You may have concerns whether the hackers will uphold their end of the deal after receiving payment, but statistics show that most hackers will quickly decrypt your files as soon as you pay up. However, the risk of them not responding after payment remains, and it is up to you to gauge the risk versus the reward.
If you do decide to pay the ransom fee, follow these simple steps:
- Locate the payment instructions that include the time left to pay, where to pay and how much to pay.
- Find a Bitcoin exchange site, such as Localbitcoins.com or Coinbase.com, to buy the required amount of Bitcoin.
- Pay the ransom to the Bitcoin wallet provided on the hacker’s website.
- Decrypt your files with the key the hacker provides after the transaction is processed.
Future Protection and Prevention
Nothing rings truer than Dustin Dykes’ assertion that security systems have to win every time while the attacker only has to win one. As such, it is important to protect yourself against future attacks by following these cybersecurity recommendations.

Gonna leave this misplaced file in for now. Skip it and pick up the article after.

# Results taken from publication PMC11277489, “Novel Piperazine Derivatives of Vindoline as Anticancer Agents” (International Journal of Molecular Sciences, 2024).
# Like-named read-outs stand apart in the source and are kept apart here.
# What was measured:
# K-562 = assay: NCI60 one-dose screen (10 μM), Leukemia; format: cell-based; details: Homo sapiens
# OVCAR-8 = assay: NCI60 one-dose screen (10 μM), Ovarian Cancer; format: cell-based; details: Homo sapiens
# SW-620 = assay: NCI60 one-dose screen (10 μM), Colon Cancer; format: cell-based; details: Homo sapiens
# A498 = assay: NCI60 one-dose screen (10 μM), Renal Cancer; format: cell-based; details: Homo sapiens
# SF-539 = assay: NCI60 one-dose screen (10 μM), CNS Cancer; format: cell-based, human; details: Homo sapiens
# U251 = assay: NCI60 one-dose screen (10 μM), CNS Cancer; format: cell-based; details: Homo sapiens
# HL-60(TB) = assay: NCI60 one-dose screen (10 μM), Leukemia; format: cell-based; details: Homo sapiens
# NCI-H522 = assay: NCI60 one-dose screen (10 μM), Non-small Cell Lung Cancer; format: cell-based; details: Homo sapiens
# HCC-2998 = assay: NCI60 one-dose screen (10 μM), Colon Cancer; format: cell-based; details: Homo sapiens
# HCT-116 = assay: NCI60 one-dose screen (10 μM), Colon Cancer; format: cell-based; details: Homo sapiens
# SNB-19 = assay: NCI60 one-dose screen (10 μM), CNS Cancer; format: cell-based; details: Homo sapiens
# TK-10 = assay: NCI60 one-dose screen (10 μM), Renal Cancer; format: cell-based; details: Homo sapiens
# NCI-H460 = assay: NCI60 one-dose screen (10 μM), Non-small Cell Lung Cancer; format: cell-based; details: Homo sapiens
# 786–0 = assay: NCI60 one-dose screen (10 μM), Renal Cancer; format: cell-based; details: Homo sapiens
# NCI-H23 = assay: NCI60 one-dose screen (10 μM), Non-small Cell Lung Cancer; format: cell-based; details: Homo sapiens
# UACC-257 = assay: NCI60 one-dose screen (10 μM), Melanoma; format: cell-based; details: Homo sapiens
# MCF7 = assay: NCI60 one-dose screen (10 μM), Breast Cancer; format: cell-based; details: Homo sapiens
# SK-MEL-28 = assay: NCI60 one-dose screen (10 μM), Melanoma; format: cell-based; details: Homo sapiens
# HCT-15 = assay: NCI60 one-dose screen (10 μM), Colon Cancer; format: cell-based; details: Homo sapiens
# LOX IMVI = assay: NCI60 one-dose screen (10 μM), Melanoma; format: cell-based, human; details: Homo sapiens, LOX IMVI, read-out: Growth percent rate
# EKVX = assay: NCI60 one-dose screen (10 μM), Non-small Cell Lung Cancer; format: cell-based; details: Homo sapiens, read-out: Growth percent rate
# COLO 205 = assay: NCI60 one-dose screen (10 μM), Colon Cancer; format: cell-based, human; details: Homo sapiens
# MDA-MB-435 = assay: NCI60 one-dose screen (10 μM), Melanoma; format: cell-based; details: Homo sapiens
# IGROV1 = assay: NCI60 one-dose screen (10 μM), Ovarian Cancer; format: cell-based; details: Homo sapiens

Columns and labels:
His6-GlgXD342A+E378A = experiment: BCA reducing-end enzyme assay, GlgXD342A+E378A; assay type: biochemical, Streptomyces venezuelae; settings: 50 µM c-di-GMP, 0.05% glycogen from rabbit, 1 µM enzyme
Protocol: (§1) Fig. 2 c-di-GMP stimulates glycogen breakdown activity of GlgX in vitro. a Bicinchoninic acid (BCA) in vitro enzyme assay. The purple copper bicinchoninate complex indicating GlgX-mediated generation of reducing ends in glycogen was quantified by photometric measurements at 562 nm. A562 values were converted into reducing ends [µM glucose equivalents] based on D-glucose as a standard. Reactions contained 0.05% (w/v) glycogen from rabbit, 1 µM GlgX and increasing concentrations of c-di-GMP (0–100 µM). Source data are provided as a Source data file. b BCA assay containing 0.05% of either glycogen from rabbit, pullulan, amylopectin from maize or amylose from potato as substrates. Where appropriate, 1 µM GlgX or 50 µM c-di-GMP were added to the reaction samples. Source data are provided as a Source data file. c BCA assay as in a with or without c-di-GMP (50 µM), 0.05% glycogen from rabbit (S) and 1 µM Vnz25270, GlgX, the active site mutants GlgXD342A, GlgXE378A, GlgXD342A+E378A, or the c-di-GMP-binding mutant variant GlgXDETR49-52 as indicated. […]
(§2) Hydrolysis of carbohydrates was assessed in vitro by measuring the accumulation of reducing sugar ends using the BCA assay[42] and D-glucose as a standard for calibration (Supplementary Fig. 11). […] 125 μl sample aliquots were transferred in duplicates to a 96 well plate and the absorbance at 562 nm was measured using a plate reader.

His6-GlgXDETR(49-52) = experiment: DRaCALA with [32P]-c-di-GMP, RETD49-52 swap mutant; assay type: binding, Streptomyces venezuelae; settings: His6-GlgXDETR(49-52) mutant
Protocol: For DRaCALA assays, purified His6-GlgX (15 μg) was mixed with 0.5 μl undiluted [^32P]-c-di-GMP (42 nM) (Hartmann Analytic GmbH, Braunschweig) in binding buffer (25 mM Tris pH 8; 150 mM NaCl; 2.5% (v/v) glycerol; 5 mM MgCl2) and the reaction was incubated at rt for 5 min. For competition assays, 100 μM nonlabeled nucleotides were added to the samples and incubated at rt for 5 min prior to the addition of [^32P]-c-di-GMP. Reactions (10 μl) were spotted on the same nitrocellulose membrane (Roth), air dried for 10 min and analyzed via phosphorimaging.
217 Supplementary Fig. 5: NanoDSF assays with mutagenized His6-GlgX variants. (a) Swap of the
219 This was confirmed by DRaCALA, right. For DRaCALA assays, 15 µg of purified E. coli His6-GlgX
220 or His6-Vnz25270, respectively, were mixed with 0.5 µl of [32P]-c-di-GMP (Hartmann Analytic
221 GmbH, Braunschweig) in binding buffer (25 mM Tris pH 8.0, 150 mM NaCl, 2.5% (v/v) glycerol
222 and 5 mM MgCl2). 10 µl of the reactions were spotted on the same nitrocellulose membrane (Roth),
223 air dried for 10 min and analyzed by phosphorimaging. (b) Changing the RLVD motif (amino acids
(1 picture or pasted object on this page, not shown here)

- Several Layers of Protection: Ensure that you implement layered security, such as privacy controls, anti-virus software, firewalls and anti-spam to your databases and systems to make it harder for a hacker to penetrate all of the layers at once.
- Train Users on Security: It is critical that you train yourself and any other device users on how to recognize red flags so that they do not click on malicious websites, links or documents in phishing emails.
- Backup Your Important Files: Invest in physical hard drives and cloud-based solutions to backup your most important records and documents so that you can easily restore them in the instance of a future malware attack.
- Invest in a VPN: Install a Virtual Private Network (VPN) to route and decrypt all of your connections through a secure offsite server that is impossible for the hacker to intercept. Hackers targeting your network will see the VPN’s secure server rather than your system, thus keeping you anonymous and safe.
How are you dealing with the increasing threat of ransomware? Have you implemented any security measures? How effective have they been? Join the conversation by leaving your comment below.